Day one of last month’s MIT Bitcoin Expo featured a panel discussion on various improvements to Bitcoin that are either currently in the works or already deployed on the network. Participants on the panel were Blockstream mathematician Andrew Poelstra, Blockstream Core Tech Engineer Mark Friedenbach, Lightning Network co-creator Joseph Poon and Bitcoin Core contributor Jonas Schnelli.
During the Q&A; portion of the panel, an audience member asked the participants to share their opinions on the previous presentation, in which the World Bitcoin Network’s James D’Angelo posited the idea of replacing Bitcoin’s proof-of-work with elected individuals who would be trusted with mining blocks. The panel seemed generally bearish on D’Angelo’s proposal. Generally, the panel disagreed with the idea of turning Bitcoin into a democratically controlled currency.
Bitcoin Is Not a Democracy
Friedenbach was the first to respond to the audience member’s question, and he made a point of directly taking on the idea of Bitcoin as a democratically controlled currency. He noted:
“Bitcoin is not a democracy. It was never designed to be a democracy. Democracy is antithetical to what Bitcoin represents, which is consensus even in the face of mob-rule voting the other way.”
The idea that changes to Bitcoin should be governed democratically has been popularized by some supporters of Bitcoin Classic. Most notably, Coinbase CEO Brian Armstrong has referred to hard forks as elections.
Bitcoin Runs on Consensus
Friedenbach went on to explain that any change to the consensus algorithm in Bitcoin that does not have universal support from nodes will result in a fork. He added, “That is as user-protecting as it is scary when things break.”
In Friedenbach’s view, the difficulties associated with making changes to Bitcoin’s consensus rules are what make the system valuable in the first place. He stated:
“It’s the source of everything that makes Bitcoin great in terms of irrevocability of payments and the fact that you can't have your funds seized. This is all because it is really difficult and very hard to change the Bitcoin protocol.”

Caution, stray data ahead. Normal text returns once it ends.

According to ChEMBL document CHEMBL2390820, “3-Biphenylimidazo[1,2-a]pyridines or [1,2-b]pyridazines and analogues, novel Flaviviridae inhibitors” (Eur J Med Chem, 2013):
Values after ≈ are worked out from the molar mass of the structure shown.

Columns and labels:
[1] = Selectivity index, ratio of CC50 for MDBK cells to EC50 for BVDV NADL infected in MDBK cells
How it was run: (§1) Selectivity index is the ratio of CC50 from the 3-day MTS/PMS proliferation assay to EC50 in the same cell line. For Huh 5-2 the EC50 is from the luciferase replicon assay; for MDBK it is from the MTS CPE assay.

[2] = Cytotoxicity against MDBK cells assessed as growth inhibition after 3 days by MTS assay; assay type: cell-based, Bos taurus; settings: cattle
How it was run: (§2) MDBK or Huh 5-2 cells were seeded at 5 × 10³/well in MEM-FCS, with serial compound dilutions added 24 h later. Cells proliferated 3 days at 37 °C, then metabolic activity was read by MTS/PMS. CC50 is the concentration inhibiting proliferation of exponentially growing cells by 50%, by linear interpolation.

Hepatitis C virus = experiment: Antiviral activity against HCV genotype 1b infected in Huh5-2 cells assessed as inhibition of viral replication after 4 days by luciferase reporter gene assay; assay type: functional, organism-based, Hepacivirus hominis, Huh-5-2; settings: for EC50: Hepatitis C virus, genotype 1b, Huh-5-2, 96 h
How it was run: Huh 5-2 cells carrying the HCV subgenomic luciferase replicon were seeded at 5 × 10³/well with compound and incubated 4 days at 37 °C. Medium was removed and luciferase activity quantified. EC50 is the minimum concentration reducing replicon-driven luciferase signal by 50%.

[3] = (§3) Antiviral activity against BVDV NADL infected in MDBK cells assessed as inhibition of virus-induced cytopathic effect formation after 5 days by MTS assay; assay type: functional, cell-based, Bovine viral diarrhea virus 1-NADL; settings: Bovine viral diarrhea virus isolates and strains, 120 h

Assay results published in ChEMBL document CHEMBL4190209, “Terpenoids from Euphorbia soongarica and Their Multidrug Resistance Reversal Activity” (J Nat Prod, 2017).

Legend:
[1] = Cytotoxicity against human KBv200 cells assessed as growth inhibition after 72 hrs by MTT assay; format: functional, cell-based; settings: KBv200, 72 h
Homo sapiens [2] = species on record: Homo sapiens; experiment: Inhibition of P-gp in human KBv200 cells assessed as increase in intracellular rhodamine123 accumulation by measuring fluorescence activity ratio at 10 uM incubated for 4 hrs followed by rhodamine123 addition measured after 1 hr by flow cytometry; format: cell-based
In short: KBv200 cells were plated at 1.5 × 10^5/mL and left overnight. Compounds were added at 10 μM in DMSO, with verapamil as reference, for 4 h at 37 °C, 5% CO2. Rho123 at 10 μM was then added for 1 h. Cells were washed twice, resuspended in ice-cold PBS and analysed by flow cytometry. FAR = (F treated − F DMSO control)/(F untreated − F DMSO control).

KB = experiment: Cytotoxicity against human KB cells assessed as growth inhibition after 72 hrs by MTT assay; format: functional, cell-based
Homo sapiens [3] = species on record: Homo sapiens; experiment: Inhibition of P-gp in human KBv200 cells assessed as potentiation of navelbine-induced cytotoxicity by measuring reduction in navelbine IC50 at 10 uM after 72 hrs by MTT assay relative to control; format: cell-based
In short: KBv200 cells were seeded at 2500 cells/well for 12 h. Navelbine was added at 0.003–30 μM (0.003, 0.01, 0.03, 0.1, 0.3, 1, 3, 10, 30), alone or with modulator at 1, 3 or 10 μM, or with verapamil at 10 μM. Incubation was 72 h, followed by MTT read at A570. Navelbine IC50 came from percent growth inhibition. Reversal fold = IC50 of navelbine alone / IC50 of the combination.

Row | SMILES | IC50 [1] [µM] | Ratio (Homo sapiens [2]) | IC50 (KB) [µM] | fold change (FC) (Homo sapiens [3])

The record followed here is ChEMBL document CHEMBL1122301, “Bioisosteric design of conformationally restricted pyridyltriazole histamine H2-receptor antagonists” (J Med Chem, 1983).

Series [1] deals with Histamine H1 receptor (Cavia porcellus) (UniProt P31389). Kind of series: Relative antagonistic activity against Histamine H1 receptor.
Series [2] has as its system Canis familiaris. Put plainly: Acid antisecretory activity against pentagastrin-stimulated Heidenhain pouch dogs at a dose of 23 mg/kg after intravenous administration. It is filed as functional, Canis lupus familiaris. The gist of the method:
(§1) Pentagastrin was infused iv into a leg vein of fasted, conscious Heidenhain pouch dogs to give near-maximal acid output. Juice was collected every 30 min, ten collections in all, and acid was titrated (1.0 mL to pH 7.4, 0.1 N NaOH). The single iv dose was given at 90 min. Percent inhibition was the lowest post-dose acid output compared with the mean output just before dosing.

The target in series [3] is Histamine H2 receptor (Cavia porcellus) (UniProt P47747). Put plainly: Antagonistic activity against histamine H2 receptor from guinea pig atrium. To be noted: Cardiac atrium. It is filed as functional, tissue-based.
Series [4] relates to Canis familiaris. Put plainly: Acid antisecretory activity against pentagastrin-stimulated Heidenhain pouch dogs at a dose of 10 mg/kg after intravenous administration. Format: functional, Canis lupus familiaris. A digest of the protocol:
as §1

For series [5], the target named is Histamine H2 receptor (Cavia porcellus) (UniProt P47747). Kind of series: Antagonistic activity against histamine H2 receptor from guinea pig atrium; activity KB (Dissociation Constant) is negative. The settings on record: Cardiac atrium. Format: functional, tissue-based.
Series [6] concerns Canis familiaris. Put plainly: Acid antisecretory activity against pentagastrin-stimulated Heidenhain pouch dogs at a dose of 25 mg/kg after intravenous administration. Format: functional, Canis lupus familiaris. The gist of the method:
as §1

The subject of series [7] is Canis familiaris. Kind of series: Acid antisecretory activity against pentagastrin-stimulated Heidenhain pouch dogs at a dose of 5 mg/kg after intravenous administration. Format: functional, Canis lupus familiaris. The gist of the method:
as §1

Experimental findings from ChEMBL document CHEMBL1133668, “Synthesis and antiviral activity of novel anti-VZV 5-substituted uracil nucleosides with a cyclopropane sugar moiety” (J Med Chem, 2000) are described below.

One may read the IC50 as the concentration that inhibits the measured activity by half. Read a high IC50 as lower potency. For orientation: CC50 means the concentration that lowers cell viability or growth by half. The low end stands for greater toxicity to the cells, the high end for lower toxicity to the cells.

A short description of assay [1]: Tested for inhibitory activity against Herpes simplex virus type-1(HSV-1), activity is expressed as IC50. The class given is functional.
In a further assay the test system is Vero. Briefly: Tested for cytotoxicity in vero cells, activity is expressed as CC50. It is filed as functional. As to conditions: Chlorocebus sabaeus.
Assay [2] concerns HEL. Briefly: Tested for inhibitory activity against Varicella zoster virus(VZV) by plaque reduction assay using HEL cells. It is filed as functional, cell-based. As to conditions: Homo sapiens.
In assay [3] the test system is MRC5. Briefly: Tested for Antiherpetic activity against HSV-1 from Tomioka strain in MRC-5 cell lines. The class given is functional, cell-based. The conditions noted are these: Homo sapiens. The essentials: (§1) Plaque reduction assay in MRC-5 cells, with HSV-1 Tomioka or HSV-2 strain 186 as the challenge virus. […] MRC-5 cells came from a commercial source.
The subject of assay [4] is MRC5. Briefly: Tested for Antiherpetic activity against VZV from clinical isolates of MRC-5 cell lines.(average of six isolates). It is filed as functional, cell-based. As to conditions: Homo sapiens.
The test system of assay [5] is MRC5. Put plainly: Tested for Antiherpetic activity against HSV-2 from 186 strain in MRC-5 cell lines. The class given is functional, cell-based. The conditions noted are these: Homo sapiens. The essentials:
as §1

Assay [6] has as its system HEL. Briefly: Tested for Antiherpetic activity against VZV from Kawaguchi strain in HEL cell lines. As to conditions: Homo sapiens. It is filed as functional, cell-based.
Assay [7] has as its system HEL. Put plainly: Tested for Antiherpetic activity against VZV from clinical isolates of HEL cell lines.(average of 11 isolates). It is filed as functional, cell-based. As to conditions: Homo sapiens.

While systems that do not require consensus can evolve faster, it’s also more likely for the wrong changes to be made when near-universal agreement on those alterations is not required. With a system based on consensus, Bitcoin holders can be assured that a bitcoin today will still be a bitcoin tomorrow. Although this makes it harder for Bitcoin to upgrade at the base level, innovation can still take place at layers above the Bitcoin blockchain.
Advocates of Bitcoin’s use as digital gold tend to agree with the near-universal consensus requirement of Bitcoin development, while individuals focused on the P2P payments aspect of the system, such as Bitcoin Classic developer Gavin Andresen, would like to see the protocol evolve more quickly -- without the need for approval by nearly everyone on the network.
Political Money Already Exists
Friedenbach also agreed with remarks made by Bitcoin Core contributor Cory Fields in terms of the healthy contentiousness found in the community. In regard to the block size debate, he stated, “If this was political money, 18 months ago this would have been over.”
Poelstra agreed with Friedenbach’s comments on Bitcoin as apolitical money. He stated:
“It’s not a solution to replace Bitcoin with a political currency. There are lots of political currencies out there today. If you think that’s a solution, you’re welcome to switch to a political currency. Changing Bitcoin to be another one -- however you could do that -- I don’t think that’s a solution. That’s just shutting down Bitcoin.”
A transcript of the full panel discussion is available online thanks to Bryan Bishop.
Updated at 11:24 am EST on 5/28/2016 to add a link to the panel transcript.